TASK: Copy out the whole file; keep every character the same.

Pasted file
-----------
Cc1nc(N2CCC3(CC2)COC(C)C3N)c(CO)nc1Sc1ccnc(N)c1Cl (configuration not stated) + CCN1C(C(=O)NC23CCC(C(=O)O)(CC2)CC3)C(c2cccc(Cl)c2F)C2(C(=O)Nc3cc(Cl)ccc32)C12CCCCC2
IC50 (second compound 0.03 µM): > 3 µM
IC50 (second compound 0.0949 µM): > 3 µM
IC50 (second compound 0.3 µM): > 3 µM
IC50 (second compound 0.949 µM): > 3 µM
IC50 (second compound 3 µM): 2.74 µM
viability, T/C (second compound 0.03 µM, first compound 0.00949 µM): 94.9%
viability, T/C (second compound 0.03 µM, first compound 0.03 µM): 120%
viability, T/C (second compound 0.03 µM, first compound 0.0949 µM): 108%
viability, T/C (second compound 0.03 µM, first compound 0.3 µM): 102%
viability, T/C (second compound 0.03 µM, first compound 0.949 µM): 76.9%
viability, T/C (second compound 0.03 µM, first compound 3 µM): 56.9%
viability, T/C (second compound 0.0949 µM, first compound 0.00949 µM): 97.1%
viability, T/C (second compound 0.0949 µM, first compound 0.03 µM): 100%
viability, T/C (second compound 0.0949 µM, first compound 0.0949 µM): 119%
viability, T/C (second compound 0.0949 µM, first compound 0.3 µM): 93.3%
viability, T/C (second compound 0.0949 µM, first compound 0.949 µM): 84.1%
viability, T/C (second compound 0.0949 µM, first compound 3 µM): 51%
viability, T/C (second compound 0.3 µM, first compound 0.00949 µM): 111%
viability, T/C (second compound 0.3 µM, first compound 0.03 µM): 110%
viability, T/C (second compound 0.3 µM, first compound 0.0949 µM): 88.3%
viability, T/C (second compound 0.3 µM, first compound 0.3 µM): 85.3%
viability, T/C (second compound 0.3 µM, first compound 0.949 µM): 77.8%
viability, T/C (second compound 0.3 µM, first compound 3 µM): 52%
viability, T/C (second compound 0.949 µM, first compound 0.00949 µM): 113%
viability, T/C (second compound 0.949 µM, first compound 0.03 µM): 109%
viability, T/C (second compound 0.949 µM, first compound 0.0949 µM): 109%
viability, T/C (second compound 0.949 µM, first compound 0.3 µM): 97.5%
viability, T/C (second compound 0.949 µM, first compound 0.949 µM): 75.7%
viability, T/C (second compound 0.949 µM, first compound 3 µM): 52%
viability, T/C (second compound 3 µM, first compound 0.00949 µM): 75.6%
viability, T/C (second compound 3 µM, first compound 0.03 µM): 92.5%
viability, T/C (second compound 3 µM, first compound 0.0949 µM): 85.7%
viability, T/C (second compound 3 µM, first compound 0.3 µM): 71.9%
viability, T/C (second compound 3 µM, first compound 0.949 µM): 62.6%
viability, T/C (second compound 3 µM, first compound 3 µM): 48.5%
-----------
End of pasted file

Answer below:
Cc1nc(N2CCC3(CC2)COC(C)C3N)c(CO)nc1Sc1ccnc(N)c1Cl (configuration not stated) + CCN1C(C(=O)NC23CCC(C(=O)O)(CC2)CC3)C(c2cccc(Cl)c2F)C2(C(=O)Nc3cc(Cl)ccc32)C12CCCCC2
IC50 (second compound 0.03 µM): > 3 µM
IC50 (second compound 0.0949 µM): > 3 µM
IC50 (second compound 0.3 µM): > 3 µM
IC50 (second compound 0.949 µM): > 3 µM
IC50 (second compound 3 µM): 2.74 µM
viability, T/C (second compound 0.03 µM, first compound 0.00949 µM): 94.9%
viability, T/C (second compound 0.03 µM, first compound 0.03 µM): 120%
viability, T/C (second compound 0.03 µM, first compound 0.0949 µM): 108%
viability, T/C (second compound 0.03 µM, first compound 0.3 µM): 102%
viability, T/C (second compound 0.03 µM, first compound 0.949 µM): 76.9%
viability, T/C (second compound 0.03 µM, first compound 3 µM): 56.9%
viability, T/C (second compound 0.0949 µM, first compound 0.00949 µM): 97.1%
viability, T/C (second compound 0.0949 µM, first compound 0.03 µM): 100%
viability, T/C (second compound 0.0949 µM, first compound 0.0949 µM): 119%
viability, T/C (second compound 0.0949 µM, first compound 0.3 µM): 93.3%
viability, T/C (second compound 0.0949 µM, first compound 0.949 µM): 84.1%
viability, T/C (second compound 0.0949 µM, first compound 3 µM): 51%
viability, T/C (second compound 0.3 µM, first compound 0.00949 µM): 111%
viability, T/C (second compound 0.3 µM, first compound 0.03 µM): 110%
viability, T/C (second compound 0.3 µM, first compound 0.0949 µM): 88.3%
viability, T/C (second compound 0.3 µM, first compound 0.3 µM): 85.3%
viability, T/C (second compound 0.3 µM, first compound 0.949 µM): 77.8%
viability, T/C (second compound 0.3 µM, first compound 3 µM): 52%
viability, T/C (second compound 0.949 µM, first compound 0.00949 µM): 113%
viability, T/C (second compound 0.949 µM, first compound 0.03 µM): 109%
viability, T/C (second compound 0.949 µM, first compound 0.0949 µM): 109%
viability, T/C (second compound 0.949 µM, first compound 0.3 µM): 97.5%
viability, T/C (second compound 0.949 µM, first compound 0.949 µM): 75.7%
viability, T/C (second compound 0.949 µM, first compound 3 µM): 52%
viability, T/C (second compound 3 µM, first compound 0.00949 µM): 75.6%
viability, T/C (second compound 3 µM, first compound 0.03 µM): 92.5%
viability, T/C (second compound 3 µM, first compound 0.0949 µM): 85.7%
viability, T/C (second compound 3 µM, first compound 0.3 µM): 71.9%
viability, T/C (second compound 3 µM, first compound 0.949 µM): 62.6%
viability, T/C (second compound 3 µM, first compound 3 µM): 48.5%